Drowning

Drowning is a huge worldwide problem, and here in the UK there are around 350 accidental deaths from drowning each year. From the patient who is potentially well enough for discharge on scene, all the way through to the resuscitation and prognostication of a cardiac arrest due to drowning, the topic carries a number of… Read More

Papers of May 2019

So first up a huge welcome to SJTREM, the free open access journal who we've teamed up with in the delivery of the podcast, every paper they publish is available online to read for free. Each month we'll be covering one of their papers in our Papers of the Month episodes, giving you the opportunity… Read More

GCS 8, intubate?

‘Patients with GCS scores of 8 or less require prompt intubation’, that’s what ATLS tells us. The mantra of GCS 8, intubate has pervaded teaching for those involved in the management of patients with a reduced GCS (Glasgow Coma Scale). But on reflection it would seem slightly odd that the gain or loss of a single point…

Read More

Papers of April 2019

So we’ve got a massively important paper that we’re going to kick off April’s Papers of the Month podcast with, which is the RCT we’ve been waiting for; whether patients who have a ROSC should go to the cath lab, without a stemi, if the presumed cause is a coronary event? We’ve covered this topic…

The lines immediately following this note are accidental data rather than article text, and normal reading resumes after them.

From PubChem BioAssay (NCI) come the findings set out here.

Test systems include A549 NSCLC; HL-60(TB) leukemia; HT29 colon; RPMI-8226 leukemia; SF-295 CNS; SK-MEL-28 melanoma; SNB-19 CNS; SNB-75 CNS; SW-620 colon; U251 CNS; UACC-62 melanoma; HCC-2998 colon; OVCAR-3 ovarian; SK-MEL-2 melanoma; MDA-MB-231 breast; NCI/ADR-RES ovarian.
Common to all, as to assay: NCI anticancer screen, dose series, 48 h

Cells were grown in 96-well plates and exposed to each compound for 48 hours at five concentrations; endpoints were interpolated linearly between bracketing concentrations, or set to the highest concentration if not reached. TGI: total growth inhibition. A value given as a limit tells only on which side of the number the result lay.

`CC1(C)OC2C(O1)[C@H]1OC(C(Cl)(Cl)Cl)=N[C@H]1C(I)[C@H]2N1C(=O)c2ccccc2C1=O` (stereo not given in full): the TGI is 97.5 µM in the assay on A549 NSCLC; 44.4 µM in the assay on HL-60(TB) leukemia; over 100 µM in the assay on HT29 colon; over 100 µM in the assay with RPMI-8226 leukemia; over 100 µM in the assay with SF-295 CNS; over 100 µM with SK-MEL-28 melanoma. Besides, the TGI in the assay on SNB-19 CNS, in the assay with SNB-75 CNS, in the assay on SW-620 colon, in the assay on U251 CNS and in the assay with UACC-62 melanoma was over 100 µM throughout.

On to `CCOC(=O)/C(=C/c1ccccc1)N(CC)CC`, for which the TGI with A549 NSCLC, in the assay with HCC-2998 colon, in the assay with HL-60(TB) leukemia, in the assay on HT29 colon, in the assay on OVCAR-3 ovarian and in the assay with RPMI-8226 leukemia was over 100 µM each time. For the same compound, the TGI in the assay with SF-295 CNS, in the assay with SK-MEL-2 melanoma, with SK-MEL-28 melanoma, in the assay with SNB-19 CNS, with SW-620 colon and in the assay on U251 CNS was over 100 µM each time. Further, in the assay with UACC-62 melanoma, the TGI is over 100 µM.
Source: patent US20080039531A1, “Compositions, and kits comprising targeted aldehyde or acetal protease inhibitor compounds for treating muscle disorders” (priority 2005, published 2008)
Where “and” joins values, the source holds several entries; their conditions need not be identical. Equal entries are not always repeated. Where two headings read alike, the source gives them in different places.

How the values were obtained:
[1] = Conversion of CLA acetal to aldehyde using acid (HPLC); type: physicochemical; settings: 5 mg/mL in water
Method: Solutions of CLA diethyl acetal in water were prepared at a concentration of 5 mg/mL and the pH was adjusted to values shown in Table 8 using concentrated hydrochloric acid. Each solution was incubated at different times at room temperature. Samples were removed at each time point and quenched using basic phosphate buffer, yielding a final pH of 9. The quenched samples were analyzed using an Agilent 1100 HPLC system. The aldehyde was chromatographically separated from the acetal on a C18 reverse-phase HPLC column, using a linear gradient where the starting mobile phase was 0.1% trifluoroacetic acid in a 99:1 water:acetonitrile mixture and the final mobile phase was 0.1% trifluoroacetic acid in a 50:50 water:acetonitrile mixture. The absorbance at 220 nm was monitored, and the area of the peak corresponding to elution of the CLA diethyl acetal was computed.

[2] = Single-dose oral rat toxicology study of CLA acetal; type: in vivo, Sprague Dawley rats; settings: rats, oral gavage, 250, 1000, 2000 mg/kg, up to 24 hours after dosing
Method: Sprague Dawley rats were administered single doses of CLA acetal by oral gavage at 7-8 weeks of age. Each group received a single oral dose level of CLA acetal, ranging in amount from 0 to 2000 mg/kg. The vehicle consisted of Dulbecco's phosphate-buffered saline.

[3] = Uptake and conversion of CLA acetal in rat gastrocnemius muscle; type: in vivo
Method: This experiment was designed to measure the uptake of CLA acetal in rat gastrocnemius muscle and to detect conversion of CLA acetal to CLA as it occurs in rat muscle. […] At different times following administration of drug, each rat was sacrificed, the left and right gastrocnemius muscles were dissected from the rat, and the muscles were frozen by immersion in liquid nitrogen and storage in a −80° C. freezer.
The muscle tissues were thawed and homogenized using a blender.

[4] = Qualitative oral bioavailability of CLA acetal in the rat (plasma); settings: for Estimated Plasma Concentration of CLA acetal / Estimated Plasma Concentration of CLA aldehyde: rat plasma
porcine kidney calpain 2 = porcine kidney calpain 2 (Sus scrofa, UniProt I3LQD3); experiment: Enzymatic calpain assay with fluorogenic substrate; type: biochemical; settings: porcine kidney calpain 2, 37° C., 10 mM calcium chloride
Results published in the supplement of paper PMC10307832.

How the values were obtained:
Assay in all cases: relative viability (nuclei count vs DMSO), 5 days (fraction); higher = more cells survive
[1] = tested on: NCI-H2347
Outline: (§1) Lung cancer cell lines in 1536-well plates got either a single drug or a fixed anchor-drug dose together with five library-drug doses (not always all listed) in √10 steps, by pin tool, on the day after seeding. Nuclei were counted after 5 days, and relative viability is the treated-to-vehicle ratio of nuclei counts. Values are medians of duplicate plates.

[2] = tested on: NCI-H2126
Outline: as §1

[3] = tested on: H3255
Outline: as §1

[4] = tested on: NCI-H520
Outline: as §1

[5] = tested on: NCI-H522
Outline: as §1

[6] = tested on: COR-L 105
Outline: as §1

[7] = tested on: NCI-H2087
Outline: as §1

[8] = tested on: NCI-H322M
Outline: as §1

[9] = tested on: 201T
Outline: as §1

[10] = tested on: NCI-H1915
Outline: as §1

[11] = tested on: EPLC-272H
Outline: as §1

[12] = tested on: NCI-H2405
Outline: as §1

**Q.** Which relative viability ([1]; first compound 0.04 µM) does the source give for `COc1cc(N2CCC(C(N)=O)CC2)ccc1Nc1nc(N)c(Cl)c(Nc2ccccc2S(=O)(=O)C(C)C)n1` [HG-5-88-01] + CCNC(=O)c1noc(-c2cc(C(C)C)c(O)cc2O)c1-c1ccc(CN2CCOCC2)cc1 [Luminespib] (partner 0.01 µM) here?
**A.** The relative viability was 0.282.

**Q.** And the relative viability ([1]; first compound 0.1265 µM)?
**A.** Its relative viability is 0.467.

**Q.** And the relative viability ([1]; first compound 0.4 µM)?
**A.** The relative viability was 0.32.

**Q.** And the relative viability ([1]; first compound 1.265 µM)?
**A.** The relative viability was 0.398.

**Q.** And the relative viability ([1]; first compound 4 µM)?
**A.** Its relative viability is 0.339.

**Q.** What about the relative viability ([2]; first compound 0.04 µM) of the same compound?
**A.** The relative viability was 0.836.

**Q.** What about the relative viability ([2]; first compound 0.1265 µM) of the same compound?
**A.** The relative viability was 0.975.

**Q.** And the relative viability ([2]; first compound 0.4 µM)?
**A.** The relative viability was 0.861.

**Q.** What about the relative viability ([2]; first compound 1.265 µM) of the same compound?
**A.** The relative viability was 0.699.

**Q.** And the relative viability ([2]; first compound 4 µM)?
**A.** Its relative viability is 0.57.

Read More

Advanced Airway Updates

We were lucky enough to be back at the fantastic TraumaCare Conference last week. There were a whole host of fantastic talks on offer and the Emergency Medicine stream, arranged by our very own Rob Fenwick, included a pro/con debate on whether Emergency Medicine should be managing the trauma airway. During that debate a number… Read More

Papers of March 2019

We've got a broad array of topics and papers for you this month! First up we look at a paper from the NEJM assessing the potential benefits in providing ventilations to patients undergoing an RSI. Next we look at patients presenting with both syncope and pre-syncope to the emergency department, this paper quantifies the risk that… Read More

Hypothermia

Hypothermia is a common problem for both pre and in-hospital clinicians. Understanding the underpinning physiology helps us deliver first class care to our patients, decreasing associated morbidity and mortality. There is some extremely difficult decision making to be done in severe cases of hypothermia and the podcast gives us an opportunity to explore them further.… Read More

Papers of February 2019

Ketamine and trauma are the topics for this months papers. The three papers we cover are really important for all of us involved in the care of critically unwell patients. Hypotensive resuscitation in the context of trauma has been an evolving area of practice in the treatment of our acute trauma victims. A paper published… Read More

Shock

If you're involved in the care of critically unwell patients then you will frequently encounter patients who are shocked. The European Society of Intensive Care Medicine defines shock as; 'Life-threatening, generalized form of acute circulatory failure associated with inadequate oxygen utilization by the cells. It is a state in which the circulation is unable to… Read More